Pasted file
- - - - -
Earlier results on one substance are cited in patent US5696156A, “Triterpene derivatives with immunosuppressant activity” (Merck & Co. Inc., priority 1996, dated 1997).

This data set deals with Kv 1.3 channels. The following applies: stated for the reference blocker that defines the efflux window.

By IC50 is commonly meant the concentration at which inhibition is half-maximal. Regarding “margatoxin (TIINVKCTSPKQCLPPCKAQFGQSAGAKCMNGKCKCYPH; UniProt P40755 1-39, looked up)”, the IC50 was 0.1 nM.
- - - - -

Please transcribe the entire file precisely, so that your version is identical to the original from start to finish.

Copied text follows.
Earlier results on one substance are cited in patent US5696156A, “Triterpene derivatives with immunosuppressant activity” (Merck & Co. Inc., priority 1996, dated 1997).

This data set deals with Kv 1.3 channels. The following applies: stated for the reference blocker that defines the efflux window.

By IC50 is commonly meant the concentration at which inhibition is half-maximal. Regarding “margatoxin (TIINVKCTSPKQCLPPCKAQFGQSAGAKCMNGKCKCYPH; UniProt P40755 1-39, looked up)”, the IC50 was 0.1 nM.